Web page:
For many brands, this is their best selling board model. And it’s no surprise. There is probably more range on these boards then any other on the market. In general, they can be used with a sail range of around 5.5-8.0m and are entertaining for everyone from beginner carve gyber to advanced rider.

For advanced sailors, these are great fun blasting boards with up to 8.0m sails for summer use and lighter winds. For beginner freeriders (of average weight), a 120 would be a nice board to progress onto after getting the basics of harness, footstraps and planing sorted out on a bigger board.

We wouldn’t recommend these boards unless you are fairly competent at using straps and harness and are making your first steps towards carve gybing. If you are still working on straps and harness technique, you will be much better off on a bigger board.

If you are getting to grips with the straps and harness, dont be tempted to go too small.  Sailors of average weight will still be able to use this size of board in a force 3 to improve tacks and non-planing gybes, which are a must if you want to keep your sailing moving forward.  A smaller board will 'close the door' to this.

The Criteria we Tested to

As well as examining and rating each board for overall quality and fittings, the boards were tested on the water across 6 main performance criteria;

Ease of planing – Some boards plane early, others plane easily and some do both. For most freeride sailors, it is important that the board gets planing early, but is not too demanding of technique.
Speed – Nobody likes getting overtaken!
Control – When conditions get rougher and windier, you want the board to remain comfortable to sail.
Advanced Carve Gybe – People who are consistent at gybing, want a board that is fun to turn. The board should be nimble enough to adjust your turning arc and flexible enough to allow for different styles and techniques.
Beginner/Intermediate Gybe – For those still working on the carve gybe, a board should be tolerant of unrefined technique. It should be stable and secure underfoot, even when the rider is a little heavy footed and footstraps should be well positioned for ease of foot change.
Board Feel – We define the ride as being either ‘passive’ or ‘active’:
  • Passive: + Board is easily balanced and rides without much rider input, - Not as exciting to sail and less scope for experienced riders to extract extra performance
  • Active: + Exciting, lively feel and can allow experienced riders to work the board for extra performance, - Could be a little too frantic for riders looking for an easier board to sail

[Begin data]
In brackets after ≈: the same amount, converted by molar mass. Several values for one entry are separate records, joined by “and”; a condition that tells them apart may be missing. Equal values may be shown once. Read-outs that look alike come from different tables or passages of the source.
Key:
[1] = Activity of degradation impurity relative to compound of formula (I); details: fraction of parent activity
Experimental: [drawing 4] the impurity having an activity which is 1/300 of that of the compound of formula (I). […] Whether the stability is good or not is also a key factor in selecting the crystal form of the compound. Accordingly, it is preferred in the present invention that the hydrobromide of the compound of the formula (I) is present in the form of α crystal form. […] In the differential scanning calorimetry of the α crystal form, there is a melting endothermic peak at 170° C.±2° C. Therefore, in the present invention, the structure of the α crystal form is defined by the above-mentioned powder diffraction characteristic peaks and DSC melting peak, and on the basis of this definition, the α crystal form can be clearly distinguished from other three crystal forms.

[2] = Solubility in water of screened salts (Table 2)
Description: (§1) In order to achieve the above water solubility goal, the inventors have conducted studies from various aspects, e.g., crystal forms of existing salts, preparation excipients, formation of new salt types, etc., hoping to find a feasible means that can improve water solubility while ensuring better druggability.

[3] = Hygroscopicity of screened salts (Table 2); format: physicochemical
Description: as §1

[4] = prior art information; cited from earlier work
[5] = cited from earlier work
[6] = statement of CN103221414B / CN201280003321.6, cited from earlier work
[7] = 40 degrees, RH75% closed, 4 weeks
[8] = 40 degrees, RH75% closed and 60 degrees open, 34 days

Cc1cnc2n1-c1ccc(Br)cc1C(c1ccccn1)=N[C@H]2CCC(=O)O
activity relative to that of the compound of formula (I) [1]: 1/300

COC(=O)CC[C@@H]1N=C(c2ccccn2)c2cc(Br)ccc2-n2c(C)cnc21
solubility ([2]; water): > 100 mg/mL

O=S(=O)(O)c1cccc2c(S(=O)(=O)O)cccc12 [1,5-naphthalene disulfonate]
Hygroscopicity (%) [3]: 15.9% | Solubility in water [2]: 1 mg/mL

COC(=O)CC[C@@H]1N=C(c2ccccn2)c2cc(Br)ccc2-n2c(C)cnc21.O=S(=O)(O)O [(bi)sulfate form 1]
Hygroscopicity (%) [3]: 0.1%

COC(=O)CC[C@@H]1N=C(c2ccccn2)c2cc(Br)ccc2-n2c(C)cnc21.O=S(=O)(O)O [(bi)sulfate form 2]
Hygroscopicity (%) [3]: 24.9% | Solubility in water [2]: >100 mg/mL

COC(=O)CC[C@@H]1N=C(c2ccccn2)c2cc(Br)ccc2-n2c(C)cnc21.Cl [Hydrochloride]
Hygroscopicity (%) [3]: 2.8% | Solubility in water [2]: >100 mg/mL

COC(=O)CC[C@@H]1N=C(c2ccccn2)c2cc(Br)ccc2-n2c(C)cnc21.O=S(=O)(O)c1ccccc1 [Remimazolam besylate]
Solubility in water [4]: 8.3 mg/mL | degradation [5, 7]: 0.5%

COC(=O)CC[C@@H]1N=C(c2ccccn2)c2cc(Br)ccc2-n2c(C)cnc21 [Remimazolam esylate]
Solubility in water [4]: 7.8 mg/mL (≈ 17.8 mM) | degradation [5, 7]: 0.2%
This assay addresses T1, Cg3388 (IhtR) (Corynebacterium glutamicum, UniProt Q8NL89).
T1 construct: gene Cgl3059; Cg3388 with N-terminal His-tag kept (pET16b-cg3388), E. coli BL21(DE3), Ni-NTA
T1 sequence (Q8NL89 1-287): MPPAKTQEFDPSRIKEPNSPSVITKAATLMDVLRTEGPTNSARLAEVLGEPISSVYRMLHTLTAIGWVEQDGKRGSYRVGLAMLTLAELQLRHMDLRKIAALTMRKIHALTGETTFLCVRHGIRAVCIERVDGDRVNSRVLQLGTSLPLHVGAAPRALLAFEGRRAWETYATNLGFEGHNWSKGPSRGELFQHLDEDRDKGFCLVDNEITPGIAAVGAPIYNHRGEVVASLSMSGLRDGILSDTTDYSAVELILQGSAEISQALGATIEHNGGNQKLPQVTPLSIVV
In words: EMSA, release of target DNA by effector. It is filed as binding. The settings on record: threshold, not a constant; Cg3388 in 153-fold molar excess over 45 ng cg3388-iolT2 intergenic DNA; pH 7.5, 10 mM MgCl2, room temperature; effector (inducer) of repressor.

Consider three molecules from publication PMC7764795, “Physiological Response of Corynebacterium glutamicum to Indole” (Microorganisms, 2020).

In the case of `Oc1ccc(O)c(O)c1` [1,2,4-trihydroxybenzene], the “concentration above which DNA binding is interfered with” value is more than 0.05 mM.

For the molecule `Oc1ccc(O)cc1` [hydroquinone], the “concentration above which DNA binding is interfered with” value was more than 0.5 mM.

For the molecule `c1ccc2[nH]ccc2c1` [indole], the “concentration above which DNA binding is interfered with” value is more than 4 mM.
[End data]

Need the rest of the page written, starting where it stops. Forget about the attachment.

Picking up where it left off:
So which is the Best Board?

As far as we are concerned, there is no one ‘best’ board. We tested boards across a set of performance criteria (described above) and ranked them for performance within each.

Using this information, we are able to help you choose which is the best board for you. Your priority might be to have the fastest board in the test, or the most manoeuvrable, or the easiest planing or perhaps even the prettiest or cheapest. There is no one board that does it all. 

Instead, we have set up the Overview Page to allow you to easily pick the best board for you, based upon the criteria that you consider most important. For example, if you want the fastest board, click ‘speed’ and the page will rank the boards in order of fastest first. Click ‘price’ and the boards will be sorted in order of price etc etc. Using a number of these filters, you will easily be able to identify the best board/s for your needs.

Quiver

Fin Sizes

final word on fins. You will notice from our ‘Detailed Reports’ page that many of these boards would benefit from an extra fin or two. The massive range of these boards has been discussed above, but if you really want to maximise this range, it’s fair to say that the stock fin may not suit all purposes. So follow our recommendations on each report and get an extra fin if required…..you will be rewarded with even more range from your new board. Maybe one day, the manufacturers will supply 2 fins with this size of board!

Fins

Test Quiver

There are so many variables in windsurfing that we feel it is important when testing to minimise these variables as much as possible. When testing boards, we have used identical test rigs to ensure that the rig is playing no part in any differences established.

We chose to use NeilPryde Hellcat sails in 6.2m and 7.7m sizes. Combined with X9 components, these rigs were outstanding and had our test boards planing in the lightest or breezes and still sailable when people were freesailing on 4.5m’s!

We also chose a set of the excellent MFC Liquid Pro freeride fins (from 36cm to 44cm), so that we could determine how different sizes and shapes of fin may affect each boards performance.

Hellcats